Yeah. I think second year you need to wait for fourth year. That's really, really good.
The second person that told me that I'm just being impatient. Yeah.
Yeah. Well, not impatient. Just perhaps not aware that blueberries, they take a long time to establish their they're growing their roots. And it's when their root system gets well-established. Then, then the plant, you know, sets to set the fruit. But before that, it's not ready yet. So don't worry too much.
First year, I thought it was, cause I just didn't water him. Cause watering is like my major struggle. But then last year I really made sure they got water and Oh, maybe they just cause they are, they're still, they're very short. They haven't really grown.
Give them time and keep, keep loving them. That's it
My husband, my husband is like, you want to put what in there? Yeah. I was just like
The natural, you know, it really depends on it's. It's always hard to give recommendations, you know, over a phone conversation because I don't see the plants and I, but sometimes, you know, it's just a matter of letting things settle sometimes. And in the case of perennials, I think most of the times that's what needs to happen. And so if your pH is on the acidic side, you know, and you have some wood chips or sawdust around your plants, and I think it's just a matter of years before they start to pump out.
Awesome. So the other challenge I had this year was the blossom end rot on my tomatoes.
Yes. There. Yes. Yes.
Blossom end rot, blossom end rot and such a, you know, you have those that we, we mostly have it on peppers. We have it also on certain, sometimes on tomatoes, but beautiful peppers like, Oh, gorgeous, big and fat. And then you have the bottom, that's all rotten and you can't sell anymore. So, you know, blossom end rot has to do with calcium.
And that happens when it gets really warm or really hot. And then the plant doesn't get enough calcium from the soil because mostly it's, it's, it's not hydrating itself in us. You know, the demand, the plant is, is wants more calcium, but it's not getting enough water because the water is not compensated because it's transport transpiring a lot too. So, you know, it's a complicated thing to say that the way we work around that is that we foliar spray in August preventively with calcium on those plants. So, you know, tomatoes or peppers and the foliar spray of calcium just makes sure that there's not going to be a deficient, a deficiency because if you put it in the ground, then you're left with the same problem, because the problem is not that there's no calcium in the ground.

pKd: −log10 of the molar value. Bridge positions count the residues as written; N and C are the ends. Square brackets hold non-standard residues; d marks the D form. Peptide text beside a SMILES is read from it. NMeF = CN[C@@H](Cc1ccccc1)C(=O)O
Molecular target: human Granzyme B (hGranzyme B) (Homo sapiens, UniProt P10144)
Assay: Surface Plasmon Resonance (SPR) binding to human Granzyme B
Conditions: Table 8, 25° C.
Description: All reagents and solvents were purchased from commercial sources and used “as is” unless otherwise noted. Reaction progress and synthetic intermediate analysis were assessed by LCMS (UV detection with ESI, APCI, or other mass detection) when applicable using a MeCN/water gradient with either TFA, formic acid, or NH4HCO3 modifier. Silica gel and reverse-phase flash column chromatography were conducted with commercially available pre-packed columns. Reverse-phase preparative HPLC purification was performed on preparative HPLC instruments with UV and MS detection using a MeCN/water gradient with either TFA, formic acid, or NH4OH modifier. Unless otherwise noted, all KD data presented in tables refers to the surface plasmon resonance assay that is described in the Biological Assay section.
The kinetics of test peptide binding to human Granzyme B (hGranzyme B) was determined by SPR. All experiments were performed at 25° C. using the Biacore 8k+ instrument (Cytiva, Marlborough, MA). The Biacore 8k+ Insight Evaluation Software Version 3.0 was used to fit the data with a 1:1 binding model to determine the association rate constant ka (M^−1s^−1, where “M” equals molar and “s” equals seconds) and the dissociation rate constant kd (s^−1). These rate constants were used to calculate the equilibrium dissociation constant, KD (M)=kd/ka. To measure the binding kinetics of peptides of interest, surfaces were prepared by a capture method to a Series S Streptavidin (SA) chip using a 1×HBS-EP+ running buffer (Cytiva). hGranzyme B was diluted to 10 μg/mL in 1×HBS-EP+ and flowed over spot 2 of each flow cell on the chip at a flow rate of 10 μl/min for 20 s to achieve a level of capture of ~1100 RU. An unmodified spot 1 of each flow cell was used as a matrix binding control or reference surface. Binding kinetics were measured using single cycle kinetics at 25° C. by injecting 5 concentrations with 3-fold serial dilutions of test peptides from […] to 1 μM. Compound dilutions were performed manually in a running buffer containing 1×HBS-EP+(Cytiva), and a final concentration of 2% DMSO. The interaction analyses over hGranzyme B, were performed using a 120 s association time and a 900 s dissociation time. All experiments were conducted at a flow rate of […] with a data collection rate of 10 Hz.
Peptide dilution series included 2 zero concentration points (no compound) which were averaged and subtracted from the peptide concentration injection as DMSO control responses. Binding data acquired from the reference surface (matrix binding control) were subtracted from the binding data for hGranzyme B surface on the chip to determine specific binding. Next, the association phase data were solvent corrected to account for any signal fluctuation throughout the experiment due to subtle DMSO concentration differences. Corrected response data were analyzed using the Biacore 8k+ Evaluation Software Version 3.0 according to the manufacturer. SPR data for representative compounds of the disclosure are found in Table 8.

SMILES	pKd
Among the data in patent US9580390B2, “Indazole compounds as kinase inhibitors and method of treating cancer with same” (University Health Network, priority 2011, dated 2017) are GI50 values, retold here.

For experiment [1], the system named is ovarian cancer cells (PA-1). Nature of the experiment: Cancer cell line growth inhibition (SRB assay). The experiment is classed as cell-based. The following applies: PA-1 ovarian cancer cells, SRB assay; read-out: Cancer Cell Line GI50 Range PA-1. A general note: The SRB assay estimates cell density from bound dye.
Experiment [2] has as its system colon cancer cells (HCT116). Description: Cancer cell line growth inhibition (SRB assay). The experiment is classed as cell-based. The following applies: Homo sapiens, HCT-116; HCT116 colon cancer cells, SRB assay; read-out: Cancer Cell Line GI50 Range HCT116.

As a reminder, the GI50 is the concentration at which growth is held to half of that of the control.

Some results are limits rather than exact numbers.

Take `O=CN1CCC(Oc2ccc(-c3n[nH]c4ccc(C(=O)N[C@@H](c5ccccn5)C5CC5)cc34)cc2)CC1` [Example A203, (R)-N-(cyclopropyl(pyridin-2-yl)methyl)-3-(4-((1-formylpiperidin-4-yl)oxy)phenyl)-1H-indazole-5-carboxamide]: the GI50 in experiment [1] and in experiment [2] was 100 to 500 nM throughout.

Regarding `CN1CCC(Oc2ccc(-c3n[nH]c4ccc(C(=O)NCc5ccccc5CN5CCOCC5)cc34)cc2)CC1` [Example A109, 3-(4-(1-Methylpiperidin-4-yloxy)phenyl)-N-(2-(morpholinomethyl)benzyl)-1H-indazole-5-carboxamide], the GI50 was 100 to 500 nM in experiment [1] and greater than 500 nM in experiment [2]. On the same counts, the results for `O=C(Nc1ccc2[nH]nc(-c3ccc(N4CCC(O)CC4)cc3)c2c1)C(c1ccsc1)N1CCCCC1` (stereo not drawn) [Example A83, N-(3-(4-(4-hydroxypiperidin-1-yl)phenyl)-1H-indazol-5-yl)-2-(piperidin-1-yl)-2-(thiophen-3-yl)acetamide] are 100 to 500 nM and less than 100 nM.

The problem is just the plant because it's warm. And because it's so hot, it's having a hard time accessing the calcium and channeling it to the fruits. And so that's how we deal with it. In August, we, every week we systematically spray foliar, spray calcium on the plants and we use the dosage that are on the calcium that we buy. And we use a pretty typical backpack sprayer. And that's it.
Is it like seaweed or something?
Yeah, well, you know, when we do calcium foliar sprayers, when we do that,
you know, when we're spraying, we add also seaweeds because the seaweeds, they add a lot of trace minerals. There's a lot of trace minerals and see me. That's why, you know, it's people in Japan are very Nasia. They eat a lot of seaweeds because it's really rich with a lot of things that we, we might not have in our regular dialect. So, and then we spray that because the two can work together. They don't, the calcium doesn't, does it have a negative impact or effect on, on the what's good in the seaweed? So we spray both at once and there's a lot of things that when we do spray on plants, you know, we try to maximize our time.